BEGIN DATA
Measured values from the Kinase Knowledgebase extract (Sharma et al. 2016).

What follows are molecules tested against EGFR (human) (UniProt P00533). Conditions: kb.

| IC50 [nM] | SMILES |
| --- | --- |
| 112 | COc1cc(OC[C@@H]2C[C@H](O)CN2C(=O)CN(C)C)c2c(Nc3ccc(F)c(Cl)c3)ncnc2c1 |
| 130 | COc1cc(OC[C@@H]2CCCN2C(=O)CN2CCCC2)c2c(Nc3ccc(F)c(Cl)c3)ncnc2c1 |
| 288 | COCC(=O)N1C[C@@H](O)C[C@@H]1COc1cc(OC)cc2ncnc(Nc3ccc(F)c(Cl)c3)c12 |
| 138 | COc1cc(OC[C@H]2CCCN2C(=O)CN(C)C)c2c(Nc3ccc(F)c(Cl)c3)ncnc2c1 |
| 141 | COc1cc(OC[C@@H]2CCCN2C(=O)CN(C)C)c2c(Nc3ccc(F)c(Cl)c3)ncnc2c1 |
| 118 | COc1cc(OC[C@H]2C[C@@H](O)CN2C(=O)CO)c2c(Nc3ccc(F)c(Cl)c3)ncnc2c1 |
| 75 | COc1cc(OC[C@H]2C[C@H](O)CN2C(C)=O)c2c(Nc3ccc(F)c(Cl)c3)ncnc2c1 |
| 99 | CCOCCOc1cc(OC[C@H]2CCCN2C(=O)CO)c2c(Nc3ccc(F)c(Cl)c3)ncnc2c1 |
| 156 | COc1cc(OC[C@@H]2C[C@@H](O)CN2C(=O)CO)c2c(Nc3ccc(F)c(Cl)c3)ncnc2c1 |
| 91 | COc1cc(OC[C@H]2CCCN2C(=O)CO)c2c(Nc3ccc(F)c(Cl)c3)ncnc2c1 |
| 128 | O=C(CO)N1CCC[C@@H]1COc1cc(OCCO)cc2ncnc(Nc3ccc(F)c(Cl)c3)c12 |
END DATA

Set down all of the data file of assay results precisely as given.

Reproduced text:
Measured values from the Kinase Knowledgebase extract (Sharma et al. 2016).

What follows are molecules tested against EGFR (human) (UniProt P00533). Conditions: kb.

| IC50 [nM] | SMILES |
| --- | --- |
| 112 | COc1cc(OC[C@@H]2C[C@H](O)CN2C(=O)CN(C)C)c2c(Nc3ccc(F)c(Cl)c3)ncnc2c1 |
| 130 | COc1cc(OC[C@@H]2CCCN2C(=O)CN2CCCC2)c2c(Nc3ccc(F)c(Cl)c3)ncnc2c1 |
| 288 | COCC(=O)N1C[C@@H](O)C[C@@H]1COc1cc(OC)cc2ncnc(Nc3ccc(F)c(Cl)c3)c12 |
| 138 | COc1cc(OC[C@H]2CCCN2C(=O)CN(C)C)c2c(Nc3ccc(F)c(Cl)c3)ncnc2c1 |
| 141 | COc1cc(OC[C@@H]2CCCN2C(=O)CN(C)C)c2c(Nc3ccc(F)c(Cl)c3)ncnc2c1 |
| 118 | COc1cc(OC[C@H]2C[C@@H](O)CN2C(=O)CO)c2c(Nc3ccc(F)c(Cl)c3)ncnc2c1 |
| 75 | COc1cc(OC[C@H]2C[C@H](O)CN2C(C)=O)c2c(Nc3ccc(F)c(Cl)c3)ncnc2c1 |
| 99 | CCOCCOc1cc(OC[C@H]2CCCN2C(=O)CO)c2c(Nc3ccc(F)c(Cl)c3)ncnc2c1 |
| 156 | COc1cc(OC[C@@H]2C[C@@H](O)CN2C(=O)CO)c2c(Nc3ccc(F)c(Cl)c3)ncnc2c1 |
| 91 | COc1cc(OC[C@H]2CCCN2C(=O)CO)c2c(Nc3ccc(F)c(Cl)c3)ncnc2c1 |
| 128 | O=C(CO)N1CCC[C@@H]1COc1cc(OCCO)cc2ncnc(Nc3ccc(F)c(Cl)c3)c12 |